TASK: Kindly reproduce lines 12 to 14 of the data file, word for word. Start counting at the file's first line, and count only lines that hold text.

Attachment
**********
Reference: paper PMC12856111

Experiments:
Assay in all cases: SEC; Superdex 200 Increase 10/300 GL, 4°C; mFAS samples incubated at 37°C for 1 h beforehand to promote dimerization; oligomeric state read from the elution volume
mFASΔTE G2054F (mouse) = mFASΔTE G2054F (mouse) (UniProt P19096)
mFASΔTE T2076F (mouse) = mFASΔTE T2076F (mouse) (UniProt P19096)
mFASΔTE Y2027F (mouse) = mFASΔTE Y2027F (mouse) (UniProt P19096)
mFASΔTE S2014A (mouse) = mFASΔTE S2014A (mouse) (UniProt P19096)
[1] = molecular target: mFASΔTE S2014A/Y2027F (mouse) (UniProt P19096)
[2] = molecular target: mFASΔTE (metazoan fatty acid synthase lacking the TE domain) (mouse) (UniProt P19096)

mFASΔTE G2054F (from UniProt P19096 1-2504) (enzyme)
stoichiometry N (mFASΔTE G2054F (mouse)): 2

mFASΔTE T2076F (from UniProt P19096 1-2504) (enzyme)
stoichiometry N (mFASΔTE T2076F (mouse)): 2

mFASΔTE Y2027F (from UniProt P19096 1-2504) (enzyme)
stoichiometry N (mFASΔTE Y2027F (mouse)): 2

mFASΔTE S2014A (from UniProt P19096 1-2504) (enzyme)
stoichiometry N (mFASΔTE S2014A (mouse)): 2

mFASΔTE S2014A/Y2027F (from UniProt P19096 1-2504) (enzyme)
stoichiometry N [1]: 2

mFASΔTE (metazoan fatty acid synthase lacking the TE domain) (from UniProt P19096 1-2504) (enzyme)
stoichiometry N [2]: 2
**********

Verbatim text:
mFASΔTE T2076F (from UniProt P19096 1-2504) (enzyme)
stoichiometry N (mFASΔTE T2076F (mouse)): 2

mFASΔTE Y2027F (from UniProt P19096 1-2504) (enzyme)